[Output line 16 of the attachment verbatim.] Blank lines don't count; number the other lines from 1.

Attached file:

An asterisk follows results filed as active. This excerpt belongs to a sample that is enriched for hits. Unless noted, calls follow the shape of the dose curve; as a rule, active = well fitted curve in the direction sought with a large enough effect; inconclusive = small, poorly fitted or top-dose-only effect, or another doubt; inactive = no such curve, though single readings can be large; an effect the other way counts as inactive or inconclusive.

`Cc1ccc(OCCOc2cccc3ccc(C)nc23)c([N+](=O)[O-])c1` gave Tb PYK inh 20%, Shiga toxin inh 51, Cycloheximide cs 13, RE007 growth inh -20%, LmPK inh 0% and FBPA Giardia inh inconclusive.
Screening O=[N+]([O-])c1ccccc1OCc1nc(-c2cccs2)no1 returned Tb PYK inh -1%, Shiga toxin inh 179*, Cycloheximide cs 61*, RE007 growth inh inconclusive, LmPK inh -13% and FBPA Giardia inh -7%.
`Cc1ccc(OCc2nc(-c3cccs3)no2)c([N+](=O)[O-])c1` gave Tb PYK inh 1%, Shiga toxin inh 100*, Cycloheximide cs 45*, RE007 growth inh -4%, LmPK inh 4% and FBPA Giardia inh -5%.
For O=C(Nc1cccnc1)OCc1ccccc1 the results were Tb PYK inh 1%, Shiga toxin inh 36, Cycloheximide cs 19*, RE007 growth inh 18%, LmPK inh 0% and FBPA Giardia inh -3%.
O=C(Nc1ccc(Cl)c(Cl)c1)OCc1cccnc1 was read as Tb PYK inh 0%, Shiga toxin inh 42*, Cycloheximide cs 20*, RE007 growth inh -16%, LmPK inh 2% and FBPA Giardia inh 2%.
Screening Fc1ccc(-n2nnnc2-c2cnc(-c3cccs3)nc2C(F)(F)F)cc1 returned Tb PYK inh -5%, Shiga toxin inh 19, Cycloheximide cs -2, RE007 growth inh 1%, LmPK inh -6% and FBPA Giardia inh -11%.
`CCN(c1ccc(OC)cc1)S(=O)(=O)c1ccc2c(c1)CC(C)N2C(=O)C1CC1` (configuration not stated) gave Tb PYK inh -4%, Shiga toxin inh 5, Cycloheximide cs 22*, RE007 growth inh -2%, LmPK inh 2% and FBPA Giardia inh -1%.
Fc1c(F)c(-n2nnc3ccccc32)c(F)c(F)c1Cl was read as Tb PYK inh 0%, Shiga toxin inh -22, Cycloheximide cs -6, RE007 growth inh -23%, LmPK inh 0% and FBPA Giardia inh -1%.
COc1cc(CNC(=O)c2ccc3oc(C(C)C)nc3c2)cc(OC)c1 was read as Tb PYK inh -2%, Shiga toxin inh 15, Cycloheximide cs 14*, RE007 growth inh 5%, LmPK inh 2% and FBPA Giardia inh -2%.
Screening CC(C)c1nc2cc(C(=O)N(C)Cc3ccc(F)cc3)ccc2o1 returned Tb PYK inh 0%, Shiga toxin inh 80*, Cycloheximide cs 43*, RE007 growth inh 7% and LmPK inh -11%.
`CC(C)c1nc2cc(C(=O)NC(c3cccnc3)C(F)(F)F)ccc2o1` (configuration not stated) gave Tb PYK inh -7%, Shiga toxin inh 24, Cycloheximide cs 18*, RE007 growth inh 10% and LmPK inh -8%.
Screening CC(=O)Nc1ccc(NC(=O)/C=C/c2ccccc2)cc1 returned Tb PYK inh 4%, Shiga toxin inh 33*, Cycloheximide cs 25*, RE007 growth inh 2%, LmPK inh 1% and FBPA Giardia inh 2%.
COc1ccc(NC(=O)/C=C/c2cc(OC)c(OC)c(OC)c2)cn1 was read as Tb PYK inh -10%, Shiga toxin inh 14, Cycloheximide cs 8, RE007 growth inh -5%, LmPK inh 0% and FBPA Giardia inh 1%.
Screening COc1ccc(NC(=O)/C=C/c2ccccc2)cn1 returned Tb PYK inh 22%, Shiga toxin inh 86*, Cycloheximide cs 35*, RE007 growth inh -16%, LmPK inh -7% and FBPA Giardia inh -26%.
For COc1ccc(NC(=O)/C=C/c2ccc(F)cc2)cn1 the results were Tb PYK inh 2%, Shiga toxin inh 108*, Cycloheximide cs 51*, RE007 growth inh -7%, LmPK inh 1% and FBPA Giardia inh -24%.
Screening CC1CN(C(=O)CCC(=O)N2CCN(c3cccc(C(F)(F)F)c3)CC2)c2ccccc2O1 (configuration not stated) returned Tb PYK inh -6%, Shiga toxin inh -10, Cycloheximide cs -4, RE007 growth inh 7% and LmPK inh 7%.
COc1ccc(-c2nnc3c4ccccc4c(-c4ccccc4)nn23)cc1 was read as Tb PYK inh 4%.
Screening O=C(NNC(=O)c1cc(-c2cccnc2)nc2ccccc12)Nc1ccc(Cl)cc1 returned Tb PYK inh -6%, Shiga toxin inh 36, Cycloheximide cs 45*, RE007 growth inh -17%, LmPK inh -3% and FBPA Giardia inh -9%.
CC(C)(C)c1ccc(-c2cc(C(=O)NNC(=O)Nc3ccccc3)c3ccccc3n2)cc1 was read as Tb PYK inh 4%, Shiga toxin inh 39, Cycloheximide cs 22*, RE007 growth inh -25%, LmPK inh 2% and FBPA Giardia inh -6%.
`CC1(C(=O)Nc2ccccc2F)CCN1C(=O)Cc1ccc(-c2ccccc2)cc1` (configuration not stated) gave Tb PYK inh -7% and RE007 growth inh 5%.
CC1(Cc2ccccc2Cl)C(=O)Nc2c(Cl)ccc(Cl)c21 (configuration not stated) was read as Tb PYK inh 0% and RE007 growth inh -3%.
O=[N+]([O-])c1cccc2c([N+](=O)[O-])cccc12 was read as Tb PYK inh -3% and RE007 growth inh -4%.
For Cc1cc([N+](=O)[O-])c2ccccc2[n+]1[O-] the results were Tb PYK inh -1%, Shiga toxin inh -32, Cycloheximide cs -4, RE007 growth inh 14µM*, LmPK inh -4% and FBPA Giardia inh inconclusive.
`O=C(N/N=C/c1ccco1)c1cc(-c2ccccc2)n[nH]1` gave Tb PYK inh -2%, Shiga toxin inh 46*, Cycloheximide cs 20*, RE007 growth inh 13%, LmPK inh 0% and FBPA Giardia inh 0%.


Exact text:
For COc1ccc(NC(=O)/C=C/c2ccc(F)cc2)cn1 the results were Tb PYK inh 2%, Shiga toxin inh 108*, Cycloheximide cs 51*, RE007 growth inh -7%, LmPK inh 1% and FBPA Giardia inh -24%.